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Students build libraries at county parks

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  • | 5:00 a.m. January 29, 2014
Courtesy photos Nolan TSA students Naomi Burg and Amanda Boccarossa paint a little library to be installed at Greenbrook Park.
Courtesy photos Nolan TSA students Naomi Burg and Amanda Boccarossa paint a little library to be installed at Greenbrook Park.
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LAKEWOOD RANCH — In an increasingly digital world, a group of middle school students is reviving a fading community pillar from a more traditional time.

“Libraries are constantly decreasing in America, and it made us sad,” said Grant Trautweiler, a sixth-grader at Nolan Middle School. “We learned only 21% of people have a library nearby. Libraries are going away with the rise of the Internet. We wanted to solve the problem.”

Over Christmas break, an assembly line of Nolan Middle School Technology Student Association students shuffled between a garage and a technology lab to finish building two miniature libraries to be installed at two county parks.

Backed by support from Manatee County, which has been seeking to fill the need for a library in East County, and a Wisconsin-based nonprofit, Little Free Library, that encourages such projects, the students installed the first library Jan. 24 at Greenbrook Park, located next to McNeal Elementary and Nolan Middle schools.

They will install a second library at Tom Bennett Park this week.

The Greenbrook library looks like a hip bird feeder.

It’s a wooden box, 35-by-24 inches, with a tin roof (that shields the weather) attached to a pole.
It’s sky blue and light green — bright and tropical — with miniature surfboards and swaying palm trees painted on the wood.

The box, which opens by a swinging, see-through door, contains about 20 to 30 books for all ages, children’s on the bottom row, adult novels and self-help books on the top.

The students conducted a book drive at school, collecting more than 100 books to fill the little library.
Six Nolan TSA students — spanning sixth through eighth grades — became inspired to build libraries while researching a project to fulfill the TSA’s annual Construction Challenge, for which Nolan has won state and national awards in the past, including third and fourth place, respectively, for a bench it built at a Panther Ridge Preserve bus stop last year.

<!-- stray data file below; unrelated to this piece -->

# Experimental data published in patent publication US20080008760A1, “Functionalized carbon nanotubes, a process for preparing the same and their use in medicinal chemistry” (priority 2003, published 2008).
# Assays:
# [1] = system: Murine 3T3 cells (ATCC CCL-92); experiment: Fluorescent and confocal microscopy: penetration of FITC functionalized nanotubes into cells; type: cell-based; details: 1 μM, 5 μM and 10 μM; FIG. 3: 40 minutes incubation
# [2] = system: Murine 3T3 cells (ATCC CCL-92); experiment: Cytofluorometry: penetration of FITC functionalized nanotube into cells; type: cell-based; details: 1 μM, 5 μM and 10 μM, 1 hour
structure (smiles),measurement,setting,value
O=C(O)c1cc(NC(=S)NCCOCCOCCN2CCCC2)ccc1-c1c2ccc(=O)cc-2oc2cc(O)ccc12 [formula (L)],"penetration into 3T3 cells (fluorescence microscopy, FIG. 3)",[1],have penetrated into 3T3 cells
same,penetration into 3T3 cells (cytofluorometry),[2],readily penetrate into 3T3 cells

The construction process, which began in August, combined complicated logistics overseen by adults — TSA adviser Maureen Hudson exchanged emails about permitting and zoning rules with Melissa Nell from Manatee County Natural Resources — and refreshing ingenuity from a group of students.

They worked quickly during after-school hours, weekends and through holidays, designating specific roles that matched the workers’ talents. For example, sixth-grader Beau Cunningham, known for his art skills, designed the Greenbrook library.

He used a computer program, Corel Draw, to design the art elements, such as small red swirls, on the library.

“Florida is known for beaches and the design looks beachy,” Cunningham said. “This neighborhood is also very colorful with colorful houses, so its library should be colorful, too.”

Other students cut the wood and engraved words onto the library, such as, “Take a book. Return a book,” using an Epilog Laser, a laser engraving system.

To install the library, the students dug a hole in the dirt and filled it with concrete.

They modeled the libraries after the nearly 400 Little Free Libraries built across the country, but they designed them to coincide with the aesthetics and character of the community.

The library operates on an honor system. If someone borrows a book, he should either return it when he is done reading it or put another book in its place.

“We trust the community,” said Kaitlin Bohan, an eighth-grader. “If books are not returned, we have extras from the book drive. Even if they are exchanged we will constantly change the available books so people don’t get bored.”

Although similar to the Greenbrook library, the Tom Bennett Park library looks more like a fishing cabin than a bird feeder. It is colored brown with a rustic design and the words “Get hooked on a book” engraved in the wood — a good fit for a park with a fishing pier.

Back at Greenbrook, the students picture a system in which active Lakewood Ranch residents bike to the library and read books at the park’s picnic tables.

“It’s a chance for the students and the community to build on their education and really enjoy something — the breeze and the books — and to expand their vocabulary,” said Naomi Burg, a seventh-grader.

Bohan hopes the project inspires interest in libraries, which she hopes never die.

“Go to, get a charter number and build your own,” Bohan said.

Contact Josh Siegel at [email protected]



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